I'm taking a break from the political scene today to report some good news on the progress of the pit bulls rescued from Michael Vick's dog fighting enterprise.
According to the New York Times, 25 of the dogs are now in foster homes, and 22 remaining dogs are enjoying life at Best Friends Animal Society in Utah. Out of all of these dogs who had been so horrifically abused, only two were people-aggressive (one was euthanized and the other will live out her life at Best Friends). It just goes to show how wrong the stereotypes about pit bulls are, that the vast majority of these dogs are still able to be open and friendly to people.
After the cruelty suffered at the hands of Mr. Vick, who agreed to pay $928,073 for evaluation and care of the dogs, these dogs are finally getting the love and attention they deserve. According to the Times article,
"Here, they live in a 3,700-acre sanctuary that is covered by juniper trees and sagebrush, and surrounded by canyons and red-rock formations. They have food called Canine Caviar, squeaky toys, fluffy beds and four full-time caregivers. The caregiver on the night shift curls up with the dogs for naps."
The progress these dogs have made since being brought to Best Friends is phenomenal. Many started out wary and afraid, but now cover their caretakers' faces with kisses. Others still struggle with post-traumatic stress, such as Meryl, who is the one dog of all of the 22 dogs at Best Friends who is snappish with people, or Georgia, who has some neurotic habits such as barking at her kennel and rubbing her nose until it's raw.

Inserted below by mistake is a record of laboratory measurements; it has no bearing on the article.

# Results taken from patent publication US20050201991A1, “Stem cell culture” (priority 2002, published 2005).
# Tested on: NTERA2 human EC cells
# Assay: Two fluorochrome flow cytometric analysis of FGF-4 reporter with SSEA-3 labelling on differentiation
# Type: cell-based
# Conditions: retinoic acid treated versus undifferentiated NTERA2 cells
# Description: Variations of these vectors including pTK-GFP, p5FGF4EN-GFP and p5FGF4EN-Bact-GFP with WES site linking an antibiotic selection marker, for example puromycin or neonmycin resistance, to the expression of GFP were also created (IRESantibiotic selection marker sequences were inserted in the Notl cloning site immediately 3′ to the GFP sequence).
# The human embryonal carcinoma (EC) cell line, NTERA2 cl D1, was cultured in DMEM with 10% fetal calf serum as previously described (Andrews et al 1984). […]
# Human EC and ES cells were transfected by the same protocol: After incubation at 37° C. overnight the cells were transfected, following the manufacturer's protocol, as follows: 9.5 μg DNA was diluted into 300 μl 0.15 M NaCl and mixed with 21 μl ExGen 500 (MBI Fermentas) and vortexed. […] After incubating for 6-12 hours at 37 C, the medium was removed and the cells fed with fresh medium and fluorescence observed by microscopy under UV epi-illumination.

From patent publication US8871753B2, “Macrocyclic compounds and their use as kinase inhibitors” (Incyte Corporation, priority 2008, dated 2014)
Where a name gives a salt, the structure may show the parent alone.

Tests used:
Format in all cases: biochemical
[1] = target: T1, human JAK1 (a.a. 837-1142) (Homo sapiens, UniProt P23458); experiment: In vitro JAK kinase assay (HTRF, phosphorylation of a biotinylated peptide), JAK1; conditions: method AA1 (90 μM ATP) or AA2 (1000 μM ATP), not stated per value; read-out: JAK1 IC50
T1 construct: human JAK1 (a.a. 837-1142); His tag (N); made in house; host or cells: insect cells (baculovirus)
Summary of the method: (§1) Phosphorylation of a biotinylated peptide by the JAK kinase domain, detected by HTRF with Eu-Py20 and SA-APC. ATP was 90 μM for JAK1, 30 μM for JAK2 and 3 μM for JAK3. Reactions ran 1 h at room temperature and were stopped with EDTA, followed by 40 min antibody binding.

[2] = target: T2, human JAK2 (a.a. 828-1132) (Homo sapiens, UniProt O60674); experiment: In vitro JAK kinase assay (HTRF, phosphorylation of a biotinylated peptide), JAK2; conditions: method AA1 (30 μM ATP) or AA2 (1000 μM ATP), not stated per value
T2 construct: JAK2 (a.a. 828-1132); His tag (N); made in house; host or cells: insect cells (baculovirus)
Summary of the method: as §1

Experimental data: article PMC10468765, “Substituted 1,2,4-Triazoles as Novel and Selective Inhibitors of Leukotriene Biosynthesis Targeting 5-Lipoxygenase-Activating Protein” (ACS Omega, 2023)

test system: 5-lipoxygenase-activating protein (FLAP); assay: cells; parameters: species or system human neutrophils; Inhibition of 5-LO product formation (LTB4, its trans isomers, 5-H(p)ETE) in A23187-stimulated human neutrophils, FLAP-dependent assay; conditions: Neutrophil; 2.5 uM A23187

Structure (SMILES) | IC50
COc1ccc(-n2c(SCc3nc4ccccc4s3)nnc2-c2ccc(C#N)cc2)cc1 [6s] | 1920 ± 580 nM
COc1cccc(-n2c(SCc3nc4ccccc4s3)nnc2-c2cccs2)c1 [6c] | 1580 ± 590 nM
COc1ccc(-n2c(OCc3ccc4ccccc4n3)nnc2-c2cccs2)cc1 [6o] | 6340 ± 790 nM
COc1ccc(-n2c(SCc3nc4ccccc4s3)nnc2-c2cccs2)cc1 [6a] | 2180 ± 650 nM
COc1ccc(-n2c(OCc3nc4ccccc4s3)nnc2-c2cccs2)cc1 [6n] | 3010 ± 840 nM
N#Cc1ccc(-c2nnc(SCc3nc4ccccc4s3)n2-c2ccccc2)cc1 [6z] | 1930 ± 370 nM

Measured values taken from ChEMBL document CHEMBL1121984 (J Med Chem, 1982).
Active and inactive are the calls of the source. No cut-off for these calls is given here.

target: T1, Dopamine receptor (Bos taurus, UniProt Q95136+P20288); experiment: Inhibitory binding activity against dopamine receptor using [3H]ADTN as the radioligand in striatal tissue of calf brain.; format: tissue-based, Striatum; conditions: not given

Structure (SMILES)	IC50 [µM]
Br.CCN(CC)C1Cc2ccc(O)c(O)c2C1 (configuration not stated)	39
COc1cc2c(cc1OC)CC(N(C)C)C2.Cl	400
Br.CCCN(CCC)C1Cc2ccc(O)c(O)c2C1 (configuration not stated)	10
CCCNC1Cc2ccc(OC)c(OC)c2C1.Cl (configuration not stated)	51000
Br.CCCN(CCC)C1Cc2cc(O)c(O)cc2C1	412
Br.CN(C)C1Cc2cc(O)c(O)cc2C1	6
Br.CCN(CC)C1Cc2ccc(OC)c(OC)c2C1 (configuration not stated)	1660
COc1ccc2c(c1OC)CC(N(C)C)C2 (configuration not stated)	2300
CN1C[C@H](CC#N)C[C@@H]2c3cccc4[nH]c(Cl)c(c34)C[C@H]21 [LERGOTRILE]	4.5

"John Garcia, the assistant dog care manager of Dogtown, which houses about 500 dogs, said pit bulls that are withdrawn or aggressive toward humans break his heart because they are bred to be people-friendly. 'With most of these dogs, even Meryl, their actions are based on fear,' said Mr. Garcia, who communicates with the dogs in soothing baby talk. 'The biggest job we have with these guys is teaching them that it’s O.K. to trust people. It may take months or years, but we’re very stubborn. We won’t give up on them.'"
The picture at the top, which came from the Best Friends site, is of "Little Red," who may have been used as a bait dog for the fighting dogs. Her teeth were filed down and she has a lot of scars. It breaks my heart just to look at her, as she looks so much like our Diva; and interestingly, Diva's front fangs were filed down as well. We will never know any details of Diva's past, but it is clear she has been a lucky dog - as are these dogs, who were rescued from their sad fate.
BAD RAP of the San Francisco Bay Area, another organization involved in the care of the Vick dogs, also has information on their website about the dogs in their charge, which have all been put in foster care:
"The only difference between BAD RAP's 'Vick dogs' and the rest of the dogs in their foster care program is their celebrity. All are now living in volunteer foster homes with other pets and some, with children. Like other BAD RAP dogs, they're receiving basic obedience training and learning house manners. All are neutered and micro-chipped. All have different personalities. We can expect they will be well-mannered, good canine citizens that will blend right in with society. After escaping two certain deaths, they're now destined to be well loved family pets and they'll continue to help break down the stereotypes the breed has suffered."
Despite the payments by Vick, still more money is needed for the support of these dogs, so donations are welcome.